The Clue of the Twisted Candle

The Clue of the Twisted Candle


"You have all the manners of an early Christian martyr," she said.

"Poor soul! Would you like to be thrown to the lions?""I should prefer being thrown to the demnition ducks and drakes,"he said moodily.

"You're such a miserable man," she chided him, "and yet you have everything to make life worth living.""Ha, ha!" said T.X.

"You have, of course you have! You have a splendid position.

Everybody looks up to you and talks about you.You have got a wife and family who adore you - "He stopped and looked at her as though she were some strange insect.

"I have a how much?" he asked credulously.

"Aren't you married?" she asked innocently.

He made a strange noise in his throat.

"Do you know I have always thought of you as married," she went on; "I often picture you in your domestic circle reading to the children from the Daily Megaphone those awfully interesting stories about Little Willie Waterbug."He held on to the railings for support.

"May we sit down" he asked faintly.

She sat by his side, half turned to him, demure and wholly adorable.

"Of course you are right in one respect," he said at last, "but you're altogether wrong about the children.""Are you married!" she demanded with no evidence of amusement.

"Didn't you know?" he asked.

She swallowed something.

"Of course it's no business of mine and I'm sure I hope you are very happy.""Perfectly happy," said T.X.complacently."You must come out and see me one Saturday afternoon when I am digging the potatoes.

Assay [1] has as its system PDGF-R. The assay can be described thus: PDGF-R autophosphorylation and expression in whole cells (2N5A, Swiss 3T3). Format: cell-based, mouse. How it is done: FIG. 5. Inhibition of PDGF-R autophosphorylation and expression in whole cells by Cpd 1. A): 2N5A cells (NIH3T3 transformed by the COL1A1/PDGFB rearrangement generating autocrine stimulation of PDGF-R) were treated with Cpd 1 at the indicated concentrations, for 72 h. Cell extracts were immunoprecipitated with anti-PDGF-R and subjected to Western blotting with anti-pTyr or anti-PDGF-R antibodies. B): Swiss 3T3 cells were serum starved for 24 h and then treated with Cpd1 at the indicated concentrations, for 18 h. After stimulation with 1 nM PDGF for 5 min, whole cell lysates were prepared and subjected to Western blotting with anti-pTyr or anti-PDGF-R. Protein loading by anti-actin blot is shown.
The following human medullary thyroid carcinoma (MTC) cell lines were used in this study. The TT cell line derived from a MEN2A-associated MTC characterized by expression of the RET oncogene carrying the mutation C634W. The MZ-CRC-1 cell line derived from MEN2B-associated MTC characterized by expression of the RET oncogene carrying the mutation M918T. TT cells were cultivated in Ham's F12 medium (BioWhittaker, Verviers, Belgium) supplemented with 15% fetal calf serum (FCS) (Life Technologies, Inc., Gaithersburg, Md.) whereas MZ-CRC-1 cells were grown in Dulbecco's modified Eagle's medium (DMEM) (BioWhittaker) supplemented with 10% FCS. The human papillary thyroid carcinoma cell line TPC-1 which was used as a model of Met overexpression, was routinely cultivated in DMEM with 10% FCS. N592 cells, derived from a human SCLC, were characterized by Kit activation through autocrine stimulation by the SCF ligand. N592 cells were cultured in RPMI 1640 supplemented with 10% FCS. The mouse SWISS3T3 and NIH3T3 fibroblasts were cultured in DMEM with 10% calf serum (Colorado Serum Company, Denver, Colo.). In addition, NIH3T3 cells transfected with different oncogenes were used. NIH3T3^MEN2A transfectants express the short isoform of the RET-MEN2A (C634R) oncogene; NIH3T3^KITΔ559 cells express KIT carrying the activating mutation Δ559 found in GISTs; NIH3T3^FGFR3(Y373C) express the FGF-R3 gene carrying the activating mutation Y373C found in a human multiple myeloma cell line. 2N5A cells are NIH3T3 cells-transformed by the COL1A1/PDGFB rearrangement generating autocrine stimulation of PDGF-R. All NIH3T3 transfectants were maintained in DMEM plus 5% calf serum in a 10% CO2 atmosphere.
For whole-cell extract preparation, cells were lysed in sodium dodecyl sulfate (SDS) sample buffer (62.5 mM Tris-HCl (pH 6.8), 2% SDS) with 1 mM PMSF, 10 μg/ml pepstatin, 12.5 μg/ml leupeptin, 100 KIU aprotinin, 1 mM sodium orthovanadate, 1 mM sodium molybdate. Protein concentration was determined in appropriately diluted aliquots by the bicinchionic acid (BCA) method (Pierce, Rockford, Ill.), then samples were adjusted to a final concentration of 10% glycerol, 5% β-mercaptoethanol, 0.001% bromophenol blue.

I am a perfect devil when they let me loose in the vegetable garden.""Shall we go on?" she said.

He could have sworn there were tears in her eyes and manlike he thought she was vexed with him at his fooling.

"I haven't made you cross, have I?" he asked.

"Oh no," she replied.

"I mean you don't believe all this rot about my being married and that sort of thing?""I'm not interested," she said, with a shrug of her shoulders, "not very much.You've been very kind to me and I should be an awful boor if I wasn't grateful.Of course, I don't care whether you're married or not, it's nothing to do with me, is it?""Naturally it isn't," he replied."I suppose you aren't married by any chance?""Married," she repeated bitterly; "why, you will make my fourth!"She had hardy got the words out of her mouth before she realized her terrible error.A second later she was in his arms and he was kissing her to the scandal of one aged park keeper, one small and dirty-faced little boy and a moulting duck who seemed to sneer at the proceedings which he watched through a yellow and malignant eye.

"Belinda Mary," said parting, "you have got to give up your little country establishment, wherever it may be and come back to the discomforts of Portman Place.Oh, I know you can't come back yet.That 'somebody' is there, and I can pretty well guess who it is.""Who?" she challenged.

"I rather fancy your mother has come back," he suggested.

A look of scorn dawned into her pretty face.

"Good lord, Tommy!" she said in disgust, "you don't think I should keep mother in the suburbs without her telling the world all about it!""You're an undutiful little beggar," he said.

They had reached the Horse Guards at Whitehall and he was saying good-bye to her.

"If it comes to a matter of duty," she answered, "perhaps you will do your duty and hold up the traffic for me and let me cross this road.""My dear girl," he protested, "hold up the traffic?""Of course," she said indignantly, "you're a policeman.""Only when I am in uniform," he said hastily, and piloted her across the road.

It was a new man who returned to the gloomy office in Whitehall.

A man with a heart that swelled and throbbed with the pride and joy of life's most precious possession.

Edgar Wallace